Teri Orr: All the things growing…
The outdoor living room was ready this week and I tested it — with my young friends who are now full-time neighbors since last fall. I know they have been very diligent in their quarantine time because of a relative with cancer they needed to protect. We social-distanced in the garden which is just starting its trajectory toward fullness. Meaning — the seat cushions have been placed on the lawn furniture but the annual flowers and plants are mostly still in containers waiting to be planted.
This week — because of the spectacular weather — I have returned to the garden and it feels so right and also somehow important. The birds that have frequented my yard for decades were mostly absent this winter and rightly so — there was no reason to stop by because I had stopped filling the feeders. I have a very large yard on a corner lot in an old neighborhood in Park Meadows — lower Park Meadows — so when I say large I mean relative to me maintaining it — not actual acreage. It has provided me and my little family with endless hours of space to dream and play games and porch-sit with neighbors and friends. So when I counted up over 30 bird feeders of all sizes and materials and capacities this past spring when I took them all down for a cleaning, I realized there was a very good reason it had been so very quiet at home all winter. I had not been an attentive or even dependable feeder. I had abandoned my responsibility.
Which is a pretty fair way to look back on the last few time-warped months. I had hunkered down and in and tried to make sense of my indoor spaces (I am only a little over halfway there) and I communicated consistently with only a few very close friends. I didn’t have the space or the energy or the understanding to expand my circle.
This week I tossed out the feeders that had not wintered well and I scrubbed the rest and let them dry in the sun — it seemed like the smart thing to do for the birds and myself. Then I filled them all with the seed that had been waiting all winter in the garage. Sunflower seeds and thistle don’t exactly age out. It didn’t take long before the alerts started. Not exactly birdsongs at first — more like pronouncements — hey guys there’s food over here. And then, by Day Two, more kids arrived and started singing. It was then I realized how seamlessly white and quiet the winter really had been for me.
My young friends sat side-by-side at the backyard table and I sat across from them and we talked about big things like climate change and corporate greed and the fact that Africa is a continent and not a country. We listened to some music, we ate some — not exactly elegant snacks that I made certain they saw me open safely and I let them pour from a bag of nuts so no one was putting their hands in a bowl. It is a new way to gather and I am certain we will all learn smart new patterns of engagement. Cupcakes for dessert because they come in their own little jackets and they are the perfect portion size (if you eat two). It was like the birdsongs restarting — these two young, smart, so-very-in-love humans asking questions and having answers and engaging with the old broad in a way that fed my heart.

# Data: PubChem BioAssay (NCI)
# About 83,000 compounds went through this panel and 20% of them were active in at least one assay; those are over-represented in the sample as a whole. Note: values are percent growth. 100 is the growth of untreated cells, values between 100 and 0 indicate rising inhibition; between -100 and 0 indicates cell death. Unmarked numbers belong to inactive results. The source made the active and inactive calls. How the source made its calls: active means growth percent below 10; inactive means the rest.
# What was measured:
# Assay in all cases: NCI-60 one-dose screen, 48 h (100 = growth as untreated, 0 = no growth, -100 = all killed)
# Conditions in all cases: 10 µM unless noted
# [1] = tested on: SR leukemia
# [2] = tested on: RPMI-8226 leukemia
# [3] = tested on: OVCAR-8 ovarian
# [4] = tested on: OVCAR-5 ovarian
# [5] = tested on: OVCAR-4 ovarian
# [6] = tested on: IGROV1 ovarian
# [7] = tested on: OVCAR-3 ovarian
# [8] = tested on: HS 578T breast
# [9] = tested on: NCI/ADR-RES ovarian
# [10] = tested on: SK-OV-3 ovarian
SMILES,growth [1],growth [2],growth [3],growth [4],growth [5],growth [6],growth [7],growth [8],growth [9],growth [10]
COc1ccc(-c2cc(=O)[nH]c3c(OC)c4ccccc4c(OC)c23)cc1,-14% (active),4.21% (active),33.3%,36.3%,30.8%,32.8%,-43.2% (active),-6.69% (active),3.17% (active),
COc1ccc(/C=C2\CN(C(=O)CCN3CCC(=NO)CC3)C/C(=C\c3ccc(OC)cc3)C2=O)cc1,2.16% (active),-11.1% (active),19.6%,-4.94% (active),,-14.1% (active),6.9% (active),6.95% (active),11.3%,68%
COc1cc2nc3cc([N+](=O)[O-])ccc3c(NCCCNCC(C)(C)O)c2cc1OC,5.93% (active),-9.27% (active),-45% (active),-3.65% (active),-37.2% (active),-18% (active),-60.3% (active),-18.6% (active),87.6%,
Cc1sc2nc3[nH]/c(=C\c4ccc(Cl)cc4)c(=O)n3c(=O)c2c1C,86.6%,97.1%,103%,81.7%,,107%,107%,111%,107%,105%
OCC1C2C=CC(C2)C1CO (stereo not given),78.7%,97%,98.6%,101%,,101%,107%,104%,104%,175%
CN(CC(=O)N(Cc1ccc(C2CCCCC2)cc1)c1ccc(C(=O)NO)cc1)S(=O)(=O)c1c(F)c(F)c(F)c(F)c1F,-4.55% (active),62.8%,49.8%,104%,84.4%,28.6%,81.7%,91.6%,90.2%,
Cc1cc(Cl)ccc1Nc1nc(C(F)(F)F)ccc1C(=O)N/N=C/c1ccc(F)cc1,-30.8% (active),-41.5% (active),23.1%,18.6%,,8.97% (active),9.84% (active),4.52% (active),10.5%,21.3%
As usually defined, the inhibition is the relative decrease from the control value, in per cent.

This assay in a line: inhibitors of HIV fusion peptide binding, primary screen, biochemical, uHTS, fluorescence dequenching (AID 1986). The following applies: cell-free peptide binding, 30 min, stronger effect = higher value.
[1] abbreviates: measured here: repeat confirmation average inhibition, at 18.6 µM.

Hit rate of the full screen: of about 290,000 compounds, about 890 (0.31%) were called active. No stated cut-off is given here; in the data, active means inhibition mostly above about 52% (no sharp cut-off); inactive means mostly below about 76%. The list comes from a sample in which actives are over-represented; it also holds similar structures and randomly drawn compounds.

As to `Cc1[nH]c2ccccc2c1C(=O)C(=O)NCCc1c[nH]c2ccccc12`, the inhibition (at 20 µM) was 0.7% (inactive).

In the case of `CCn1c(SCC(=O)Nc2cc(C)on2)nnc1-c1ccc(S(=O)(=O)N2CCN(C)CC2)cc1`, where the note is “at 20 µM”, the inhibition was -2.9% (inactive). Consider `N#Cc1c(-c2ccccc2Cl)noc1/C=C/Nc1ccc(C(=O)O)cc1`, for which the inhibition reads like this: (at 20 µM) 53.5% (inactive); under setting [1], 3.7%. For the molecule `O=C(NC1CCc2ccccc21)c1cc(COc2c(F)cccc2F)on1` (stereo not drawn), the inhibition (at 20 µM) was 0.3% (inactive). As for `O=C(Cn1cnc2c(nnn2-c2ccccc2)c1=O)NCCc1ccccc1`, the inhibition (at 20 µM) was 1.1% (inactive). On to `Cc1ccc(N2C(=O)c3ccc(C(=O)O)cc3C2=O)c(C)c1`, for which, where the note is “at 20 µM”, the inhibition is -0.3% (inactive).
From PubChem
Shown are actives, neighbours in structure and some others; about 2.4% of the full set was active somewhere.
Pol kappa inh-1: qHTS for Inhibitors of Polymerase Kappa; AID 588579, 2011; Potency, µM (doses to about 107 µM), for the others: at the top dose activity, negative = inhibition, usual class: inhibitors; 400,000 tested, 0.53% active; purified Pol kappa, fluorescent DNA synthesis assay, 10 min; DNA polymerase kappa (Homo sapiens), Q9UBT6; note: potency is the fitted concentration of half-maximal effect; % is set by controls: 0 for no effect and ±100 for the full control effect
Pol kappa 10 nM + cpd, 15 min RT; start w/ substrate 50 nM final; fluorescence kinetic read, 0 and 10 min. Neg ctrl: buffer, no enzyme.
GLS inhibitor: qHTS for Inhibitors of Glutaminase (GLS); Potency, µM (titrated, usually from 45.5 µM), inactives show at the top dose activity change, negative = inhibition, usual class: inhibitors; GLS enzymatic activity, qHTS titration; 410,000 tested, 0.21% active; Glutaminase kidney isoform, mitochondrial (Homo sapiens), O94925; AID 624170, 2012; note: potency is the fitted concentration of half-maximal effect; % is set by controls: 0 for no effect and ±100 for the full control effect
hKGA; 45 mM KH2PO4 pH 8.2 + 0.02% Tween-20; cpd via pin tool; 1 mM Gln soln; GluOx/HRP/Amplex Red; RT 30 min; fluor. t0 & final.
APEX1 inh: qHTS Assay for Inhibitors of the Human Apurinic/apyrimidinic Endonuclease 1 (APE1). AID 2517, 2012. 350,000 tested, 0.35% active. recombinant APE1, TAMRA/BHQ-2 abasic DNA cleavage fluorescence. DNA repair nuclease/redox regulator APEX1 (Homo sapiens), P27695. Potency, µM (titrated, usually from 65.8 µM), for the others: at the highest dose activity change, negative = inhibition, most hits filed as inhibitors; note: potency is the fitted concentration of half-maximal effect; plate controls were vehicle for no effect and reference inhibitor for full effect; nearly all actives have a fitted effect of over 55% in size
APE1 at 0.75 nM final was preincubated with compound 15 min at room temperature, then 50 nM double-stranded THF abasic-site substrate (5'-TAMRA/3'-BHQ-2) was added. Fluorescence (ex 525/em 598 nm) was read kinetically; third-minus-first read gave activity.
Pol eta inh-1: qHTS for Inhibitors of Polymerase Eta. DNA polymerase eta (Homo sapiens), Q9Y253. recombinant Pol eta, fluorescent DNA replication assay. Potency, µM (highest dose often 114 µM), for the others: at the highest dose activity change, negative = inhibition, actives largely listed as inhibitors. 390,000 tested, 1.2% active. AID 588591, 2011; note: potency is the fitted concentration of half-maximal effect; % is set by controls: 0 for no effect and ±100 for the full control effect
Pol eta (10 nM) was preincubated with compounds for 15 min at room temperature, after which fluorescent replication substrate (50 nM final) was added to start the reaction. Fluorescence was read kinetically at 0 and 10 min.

Right now the morning light is bright and tree leaves are spring green and vibrant. The hollyhocks that will be tall in weeks with bright flowers — right now — are just short green giant leafed bushes along the weathered wooden fence. There is a peaceful easy feeling here that I know is an illusion of my own making. But I need to feed on the green right now and on the light — because the summer ahead has darkness written all over it and for those of us of a certain age there is a cellular memory of race riots and political unrest of the late ’60s and the ’70s and which was such a violent time in America.
We were young and hopeful and idealistic and wanted to see immediate change in our great country. We thought we were woke and ready. We were neither. But we were hopeful that change could come and some did. And some things got better. But not the systemic stuff.
Living to see a good human — a black man become president in my lifetime was remarkable and he did this country proud and governed with grace and wisdom that belied his young years. And those eight years — while many of us were proud of the choices our leaders were making and we were held in esteem in the eyes of world leaders and we started to lift up — admittedly slowly — those who needed lifting, there was an abscess forming. It was fear-based and hate-filled and so ugly I can’t use any simple words to disguise it. There are folks among us who have been planning a level of civil unrest the likes of which we have never seen in this country. Adding to that pyre is the confusion and fear and resentment of spending months inside our homes and watching our country become increasing rudderless in terms of both real leadership and hope.
I do not know what lies ahead. I know the times I have lived through before but this feels very, very different. I will need to keep the balance of the birds and hope of the garden wrapped tightly around me as we head into a revolution we should have anticipated. I will try to figure out how best I can be of service in the days ahead. There are about to be very, very different — these Sundays in the Parks…
Teri Orr is a former editor of The Park Record. She is the founder and director emeritus of the Park City Institute, which provides programming for the George S. and Dolores Doré Eccles Center for the Performing Arts.
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Columnist Teri Orr writes that on a trip to Boulder, Utah, she met a shooting star — Kael Weston, a congressional candidate in the state’s 2nd District.